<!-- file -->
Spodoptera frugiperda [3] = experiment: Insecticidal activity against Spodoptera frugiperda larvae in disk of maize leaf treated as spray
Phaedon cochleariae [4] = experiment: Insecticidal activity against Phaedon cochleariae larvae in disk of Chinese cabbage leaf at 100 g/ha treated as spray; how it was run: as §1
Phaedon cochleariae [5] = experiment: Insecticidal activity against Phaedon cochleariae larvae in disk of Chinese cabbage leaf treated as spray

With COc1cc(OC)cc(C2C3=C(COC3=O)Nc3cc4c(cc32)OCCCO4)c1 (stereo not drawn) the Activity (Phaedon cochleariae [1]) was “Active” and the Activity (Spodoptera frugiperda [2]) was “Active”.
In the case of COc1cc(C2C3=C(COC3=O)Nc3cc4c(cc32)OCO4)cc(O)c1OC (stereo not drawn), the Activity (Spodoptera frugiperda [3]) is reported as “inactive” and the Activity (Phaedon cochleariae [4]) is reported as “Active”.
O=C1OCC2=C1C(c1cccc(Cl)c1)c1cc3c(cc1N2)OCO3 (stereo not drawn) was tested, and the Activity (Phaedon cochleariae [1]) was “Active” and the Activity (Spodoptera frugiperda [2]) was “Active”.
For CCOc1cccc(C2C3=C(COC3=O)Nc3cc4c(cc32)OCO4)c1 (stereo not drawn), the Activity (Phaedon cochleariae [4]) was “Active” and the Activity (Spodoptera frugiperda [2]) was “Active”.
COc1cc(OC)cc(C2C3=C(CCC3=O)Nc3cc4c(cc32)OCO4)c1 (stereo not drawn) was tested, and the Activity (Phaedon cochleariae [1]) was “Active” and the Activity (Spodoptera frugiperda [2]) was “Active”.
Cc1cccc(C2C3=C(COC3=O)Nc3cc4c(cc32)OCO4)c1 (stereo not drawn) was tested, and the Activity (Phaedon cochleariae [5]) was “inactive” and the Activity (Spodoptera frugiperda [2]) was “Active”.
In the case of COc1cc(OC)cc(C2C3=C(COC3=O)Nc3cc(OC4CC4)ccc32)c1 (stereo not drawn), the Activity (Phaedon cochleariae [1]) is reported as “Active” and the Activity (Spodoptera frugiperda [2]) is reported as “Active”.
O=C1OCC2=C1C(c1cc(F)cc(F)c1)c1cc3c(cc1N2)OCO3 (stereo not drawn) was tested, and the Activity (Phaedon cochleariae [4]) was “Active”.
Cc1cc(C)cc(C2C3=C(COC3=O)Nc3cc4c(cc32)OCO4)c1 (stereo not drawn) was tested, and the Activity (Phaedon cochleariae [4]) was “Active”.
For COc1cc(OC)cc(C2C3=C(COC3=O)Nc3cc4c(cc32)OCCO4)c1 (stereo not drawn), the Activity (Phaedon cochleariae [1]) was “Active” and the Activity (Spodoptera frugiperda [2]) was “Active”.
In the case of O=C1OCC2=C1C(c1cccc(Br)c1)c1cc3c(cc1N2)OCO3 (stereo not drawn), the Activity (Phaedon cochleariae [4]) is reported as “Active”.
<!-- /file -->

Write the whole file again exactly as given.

Spodoptera frugiperda [3] = experiment: Insecticidal activity against Spodoptera frugiperda larvae in disk of maize leaf treated as spray
Phaedon cochleariae [4] = experiment: Insecticidal activity against Phaedon cochleariae larvae in disk of Chinese cabbage leaf at 100 g/ha treated as spray; how it was run: as §1
Phaedon cochleariae [5] = experiment: Insecticidal activity against Phaedon cochleariae larvae in disk of Chinese cabbage leaf treated as spray

With COc1cc(OC)cc(C2C3=C(COC3=O)Nc3cc4c(cc32)OCCCO4)c1 (stereo not drawn) the Activity (Phaedon cochleariae [1]) was “Active” and the Activity (Spodoptera frugiperda [2]) was “Active”.
In the case of COc1cc(C2C3=C(COC3=O)Nc3cc4c(cc32)OCO4)cc(O)c1OC (stereo not drawn), the Activity (Spodoptera frugiperda [3]) is reported as “inactive” and the Activity (Phaedon cochleariae [4]) is reported as “Active”.
O=C1OCC2=C1C(c1cccc(Cl)c1)c1cc3c(cc1N2)OCO3 (stereo not drawn) was tested, and the Activity (Phaedon cochleariae [1]) was “Active” and the Activity (Spodoptera frugiperda [2]) was “Active”.
For CCOc1cccc(C2C3=C(COC3=O)Nc3cc4c(cc32)OCO4)c1 (stereo not drawn), the Activity (Phaedon cochleariae [4]) was “Active” and the Activity (Spodoptera frugiperda [2]) was “Active”.
COc1cc(OC)cc(C2C3=C(CCC3=O)Nc3cc4c(cc32)OCO4)c1 (stereo not drawn) was tested, and the Activity (Phaedon cochleariae [1]) was “Active” and the Activity (Spodoptera frugiperda [2]) was “Active”.
Cc1cccc(C2C3=C(COC3=O)Nc3cc4c(cc32)OCO4)c1 (stereo not drawn) was tested, and the Activity (Phaedon cochleariae [5]) was “inactive” and the Activity (Spodoptera frugiperda [2]) was “Active”.
In the case of COc1cc(OC)cc(C2C3=C(COC3=O)Nc3cc(OC4CC4)ccc32)c1 (stereo not drawn), the Activity (Phaedon cochleariae [1]) is reported as “Active” and the Activity (Spodoptera frugiperda [2]) is reported as “Active”.
O=C1OCC2=C1C(c1cc(F)cc(F)c1)c1cc3c(cc1N2)OCO3 (stereo not drawn) was tested, and the Activity (Phaedon cochleariae [4]) was “Active”.
Cc1cc(C)cc(C2C3=C(COC3=O)Nc3cc4c(cc32)OCO4)c1 (stereo not drawn) was tested, and the Activity (Phaedon cochleariae [4]) was “Active”.
For COc1cc(OC)cc(C2C3=C(COC3=O)Nc3cc4c(cc32)OCCO4)c1 (stereo not drawn), the Activity (Phaedon cochleariae [1]) was “Active” and the Activity (Spodoptera frugiperda [2]) was “Active”.
In the case of O=C1OCC2=C1C(c1cccc(Br)c1)c1cc3c(cc1N2)OCO3 (stereo not drawn), the Activity (Phaedon cochleariae [4]) is reported as “Active”.